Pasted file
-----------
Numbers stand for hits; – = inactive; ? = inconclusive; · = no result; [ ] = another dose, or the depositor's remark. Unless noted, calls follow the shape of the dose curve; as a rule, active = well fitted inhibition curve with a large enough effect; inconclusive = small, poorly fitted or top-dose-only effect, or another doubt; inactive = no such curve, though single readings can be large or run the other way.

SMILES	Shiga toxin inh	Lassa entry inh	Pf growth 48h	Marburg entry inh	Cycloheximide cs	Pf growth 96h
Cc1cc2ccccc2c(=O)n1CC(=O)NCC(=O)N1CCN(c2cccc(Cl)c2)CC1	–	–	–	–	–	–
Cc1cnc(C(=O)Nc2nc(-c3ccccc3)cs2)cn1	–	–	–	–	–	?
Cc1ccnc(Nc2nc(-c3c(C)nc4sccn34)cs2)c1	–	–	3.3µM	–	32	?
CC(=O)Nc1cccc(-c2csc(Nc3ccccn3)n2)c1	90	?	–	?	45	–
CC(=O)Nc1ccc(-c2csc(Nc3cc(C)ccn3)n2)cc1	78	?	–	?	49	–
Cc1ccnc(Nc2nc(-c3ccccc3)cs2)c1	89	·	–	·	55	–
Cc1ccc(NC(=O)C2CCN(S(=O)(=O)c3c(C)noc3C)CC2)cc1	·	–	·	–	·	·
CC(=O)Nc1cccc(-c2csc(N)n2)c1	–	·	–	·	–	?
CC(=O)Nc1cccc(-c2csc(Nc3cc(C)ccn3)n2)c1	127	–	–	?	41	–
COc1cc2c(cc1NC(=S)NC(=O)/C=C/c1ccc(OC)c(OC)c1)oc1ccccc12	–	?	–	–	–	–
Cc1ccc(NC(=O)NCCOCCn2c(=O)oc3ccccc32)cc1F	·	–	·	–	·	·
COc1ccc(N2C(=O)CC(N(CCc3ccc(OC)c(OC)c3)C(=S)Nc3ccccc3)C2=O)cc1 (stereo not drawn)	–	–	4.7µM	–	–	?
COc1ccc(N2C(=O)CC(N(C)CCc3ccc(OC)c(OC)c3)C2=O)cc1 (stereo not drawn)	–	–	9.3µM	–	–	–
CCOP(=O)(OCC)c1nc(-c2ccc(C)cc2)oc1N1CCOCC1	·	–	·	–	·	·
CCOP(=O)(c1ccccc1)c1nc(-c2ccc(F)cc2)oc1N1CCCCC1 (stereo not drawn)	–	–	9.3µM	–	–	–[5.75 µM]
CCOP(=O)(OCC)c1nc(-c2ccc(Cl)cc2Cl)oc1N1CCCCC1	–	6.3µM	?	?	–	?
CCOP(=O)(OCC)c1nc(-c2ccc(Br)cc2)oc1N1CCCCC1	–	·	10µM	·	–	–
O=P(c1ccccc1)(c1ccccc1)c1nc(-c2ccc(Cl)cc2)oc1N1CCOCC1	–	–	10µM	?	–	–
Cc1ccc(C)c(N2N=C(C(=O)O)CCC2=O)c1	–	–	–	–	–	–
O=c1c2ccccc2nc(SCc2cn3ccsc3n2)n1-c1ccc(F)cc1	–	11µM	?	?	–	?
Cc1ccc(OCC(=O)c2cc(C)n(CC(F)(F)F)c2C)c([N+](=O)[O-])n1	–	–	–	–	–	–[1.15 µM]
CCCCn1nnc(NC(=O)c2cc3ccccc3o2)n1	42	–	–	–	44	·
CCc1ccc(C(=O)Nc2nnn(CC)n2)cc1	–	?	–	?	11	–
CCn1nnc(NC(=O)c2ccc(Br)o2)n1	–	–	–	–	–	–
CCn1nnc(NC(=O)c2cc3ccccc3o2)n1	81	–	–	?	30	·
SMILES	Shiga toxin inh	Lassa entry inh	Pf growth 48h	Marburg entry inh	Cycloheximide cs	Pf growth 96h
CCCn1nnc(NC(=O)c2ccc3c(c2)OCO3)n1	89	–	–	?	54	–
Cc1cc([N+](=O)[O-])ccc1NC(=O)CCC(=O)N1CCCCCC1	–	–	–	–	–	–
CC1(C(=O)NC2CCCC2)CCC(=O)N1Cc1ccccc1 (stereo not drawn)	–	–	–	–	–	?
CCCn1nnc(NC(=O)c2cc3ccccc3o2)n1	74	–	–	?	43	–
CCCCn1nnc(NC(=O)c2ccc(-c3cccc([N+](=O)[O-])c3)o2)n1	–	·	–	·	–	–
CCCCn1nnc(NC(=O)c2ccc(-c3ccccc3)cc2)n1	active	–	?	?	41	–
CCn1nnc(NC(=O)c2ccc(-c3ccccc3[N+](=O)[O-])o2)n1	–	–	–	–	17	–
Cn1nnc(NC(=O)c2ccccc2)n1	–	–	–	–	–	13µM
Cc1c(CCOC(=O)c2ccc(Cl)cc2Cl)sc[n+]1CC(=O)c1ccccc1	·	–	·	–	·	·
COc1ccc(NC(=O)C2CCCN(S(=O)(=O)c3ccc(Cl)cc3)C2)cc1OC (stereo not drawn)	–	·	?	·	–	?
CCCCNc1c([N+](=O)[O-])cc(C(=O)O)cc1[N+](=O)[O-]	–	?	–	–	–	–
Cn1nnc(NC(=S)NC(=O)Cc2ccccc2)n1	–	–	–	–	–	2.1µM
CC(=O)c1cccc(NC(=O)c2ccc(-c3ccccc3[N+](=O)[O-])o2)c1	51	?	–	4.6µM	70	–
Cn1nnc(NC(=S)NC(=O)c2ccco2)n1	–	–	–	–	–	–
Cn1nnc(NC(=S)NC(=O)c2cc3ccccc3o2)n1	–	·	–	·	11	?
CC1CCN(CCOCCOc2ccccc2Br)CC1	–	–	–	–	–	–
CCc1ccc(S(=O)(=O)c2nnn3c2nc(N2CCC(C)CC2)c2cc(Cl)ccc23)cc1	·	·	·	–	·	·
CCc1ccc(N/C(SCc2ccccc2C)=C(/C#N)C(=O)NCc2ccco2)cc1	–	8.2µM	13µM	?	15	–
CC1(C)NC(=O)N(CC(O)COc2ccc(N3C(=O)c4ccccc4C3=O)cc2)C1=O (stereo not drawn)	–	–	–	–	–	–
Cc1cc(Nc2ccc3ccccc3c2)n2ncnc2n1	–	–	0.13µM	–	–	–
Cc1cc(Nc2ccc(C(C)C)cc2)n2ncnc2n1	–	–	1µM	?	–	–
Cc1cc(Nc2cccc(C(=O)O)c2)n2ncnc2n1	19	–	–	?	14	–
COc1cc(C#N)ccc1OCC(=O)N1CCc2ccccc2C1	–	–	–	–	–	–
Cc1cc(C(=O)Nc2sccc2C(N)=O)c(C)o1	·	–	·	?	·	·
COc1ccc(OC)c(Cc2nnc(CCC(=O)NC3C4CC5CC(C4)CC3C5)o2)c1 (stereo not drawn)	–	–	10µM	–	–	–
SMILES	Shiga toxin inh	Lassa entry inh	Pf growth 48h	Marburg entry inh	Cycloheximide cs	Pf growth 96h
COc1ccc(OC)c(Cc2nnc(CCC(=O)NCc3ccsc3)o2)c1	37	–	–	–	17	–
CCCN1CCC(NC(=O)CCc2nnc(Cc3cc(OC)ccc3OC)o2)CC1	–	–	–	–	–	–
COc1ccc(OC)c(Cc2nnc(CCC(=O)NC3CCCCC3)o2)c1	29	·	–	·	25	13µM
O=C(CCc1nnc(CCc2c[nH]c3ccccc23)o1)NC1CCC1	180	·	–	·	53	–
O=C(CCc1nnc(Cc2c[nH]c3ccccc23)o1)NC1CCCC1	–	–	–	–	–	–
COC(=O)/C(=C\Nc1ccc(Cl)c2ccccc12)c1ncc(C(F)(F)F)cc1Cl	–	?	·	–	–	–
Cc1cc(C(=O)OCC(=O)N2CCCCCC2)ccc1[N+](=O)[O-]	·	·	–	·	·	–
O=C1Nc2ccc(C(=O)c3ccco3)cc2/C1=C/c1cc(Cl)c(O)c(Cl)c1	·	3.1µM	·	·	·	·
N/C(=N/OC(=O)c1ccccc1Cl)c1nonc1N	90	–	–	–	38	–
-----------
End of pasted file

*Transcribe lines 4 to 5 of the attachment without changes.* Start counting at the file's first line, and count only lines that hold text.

Cc1cnc(C(=O)Nc2nc(-c3ccccc3)cs2)cn1	–	–	–	–	–	?
Cc1ccnc(Nc2nc(-c3c(C)nc4sccn34)cs2)c1	–	–	3.3µM	–	32	?